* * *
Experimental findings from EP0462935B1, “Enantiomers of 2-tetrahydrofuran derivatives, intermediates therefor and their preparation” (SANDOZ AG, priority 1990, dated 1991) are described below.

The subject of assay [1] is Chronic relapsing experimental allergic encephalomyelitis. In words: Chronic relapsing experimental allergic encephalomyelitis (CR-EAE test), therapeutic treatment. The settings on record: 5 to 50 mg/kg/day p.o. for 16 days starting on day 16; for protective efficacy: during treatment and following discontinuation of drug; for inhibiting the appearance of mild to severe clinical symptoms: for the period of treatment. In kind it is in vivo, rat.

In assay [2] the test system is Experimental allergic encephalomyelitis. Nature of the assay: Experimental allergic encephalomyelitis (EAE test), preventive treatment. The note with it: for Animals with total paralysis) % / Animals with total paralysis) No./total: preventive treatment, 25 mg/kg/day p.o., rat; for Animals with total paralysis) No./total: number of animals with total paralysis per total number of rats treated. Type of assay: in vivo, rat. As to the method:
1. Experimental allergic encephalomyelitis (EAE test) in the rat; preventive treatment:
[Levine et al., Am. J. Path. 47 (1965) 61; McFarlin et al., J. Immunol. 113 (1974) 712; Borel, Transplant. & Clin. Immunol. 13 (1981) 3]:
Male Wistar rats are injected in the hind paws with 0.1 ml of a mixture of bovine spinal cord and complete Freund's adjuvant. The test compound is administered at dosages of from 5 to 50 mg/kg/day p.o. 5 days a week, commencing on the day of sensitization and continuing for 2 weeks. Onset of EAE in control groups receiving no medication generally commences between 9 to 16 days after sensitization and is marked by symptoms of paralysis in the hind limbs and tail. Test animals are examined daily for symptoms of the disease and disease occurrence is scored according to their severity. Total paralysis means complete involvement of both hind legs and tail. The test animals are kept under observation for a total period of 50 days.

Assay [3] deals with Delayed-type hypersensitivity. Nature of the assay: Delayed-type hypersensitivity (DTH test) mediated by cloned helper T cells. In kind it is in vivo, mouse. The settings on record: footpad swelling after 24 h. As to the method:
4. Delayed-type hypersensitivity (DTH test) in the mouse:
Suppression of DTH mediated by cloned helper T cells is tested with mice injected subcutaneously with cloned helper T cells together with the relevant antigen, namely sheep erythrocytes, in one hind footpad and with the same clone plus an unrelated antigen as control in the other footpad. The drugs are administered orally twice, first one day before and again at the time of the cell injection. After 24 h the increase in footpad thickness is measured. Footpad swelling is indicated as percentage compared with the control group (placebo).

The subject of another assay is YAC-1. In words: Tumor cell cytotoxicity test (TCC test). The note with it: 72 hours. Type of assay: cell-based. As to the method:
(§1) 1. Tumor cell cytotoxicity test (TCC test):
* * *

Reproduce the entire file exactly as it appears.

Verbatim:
Experimental findings from EP0462935B1, “Enantiomers of 2-tetrahydrofuran derivatives, intermediates therefor and their preparation” (SANDOZ AG, priority 1990, dated 1991) are described below.

The subject of assay [1] is Chronic relapsing experimental allergic encephalomyelitis. In words: Chronic relapsing experimental allergic encephalomyelitis (CR-EAE test), therapeutic treatment. The settings on record: 5 to 50 mg/kg/day p.o. for 16 days starting on day 16; for protective efficacy: during treatment and following discontinuation of drug; for inhibiting the appearance of mild to severe clinical symptoms: for the period of treatment. In kind it is in vivo, rat.

In assay [2] the test system is Experimental allergic encephalomyelitis. Nature of the assay: Experimental allergic encephalomyelitis (EAE test), preventive treatment. The note with it: for Animals with total paralysis) % / Animals with total paralysis) No./total: preventive treatment, 25 mg/kg/day p.o., rat; for Animals with total paralysis) No./total: number of animals with total paralysis per total number of rats treated. Type of assay: in vivo, rat. As to the method:
1. Experimental allergic encephalomyelitis (EAE test) in the rat; preventive treatment:
[Levine et al., Am. J. Path. 47 (1965) 61; McFarlin et al., J. Immunol. 113 (1974) 712; Borel, Transplant. & Clin. Immunol. 13 (1981) 3]:
Male Wistar rats are injected in the hind paws with 0.1 ml of a mixture of bovine spinal cord and complete Freund's adjuvant. The test compound is administered at dosages of from 5 to 50 mg/kg/day p.o. 5 days a week, commencing on the day of sensitization and continuing for 2 weeks. Onset of EAE in control groups receiving no medication generally commences between 9 to 16 days after sensitization and is marked by symptoms of paralysis in the hind limbs and tail. Test animals are examined daily for symptoms of the disease and disease occurrence is scored according to their severity. Total paralysis means complete involvement of both hind legs and tail. The test animals are kept under observation for a total period of 50 days.

Assay [3] deals with Delayed-type hypersensitivity. Nature of the assay: Delayed-type hypersensitivity (DTH test) mediated by cloned helper T cells. In kind it is in vivo, mouse. The settings on record: footpad swelling after 24 h. As to the method:
4. Delayed-type hypersensitivity (DTH test) in the mouse:
Suppression of DTH mediated by cloned helper T cells is tested with mice injected subcutaneously with cloned helper T cells together with the relevant antigen, namely sheep erythrocytes, in one hind footpad and with the same clone plus an unrelated antigen as control in the other footpad. The drugs are administered orally twice, first one day before and again at the time of the cell injection. After 24 h the increase in footpad thickness is measured. Footpad swelling is indicated as percentage compared with the control group (placebo).

The subject of another assay is YAC-1. In words: Tumor cell cytotoxicity test (TCC test). The note with it: 72 hours. Type of assay: cell-based. As to the method:
(§1) 1. Tumor cell cytotoxicity test (TCC test):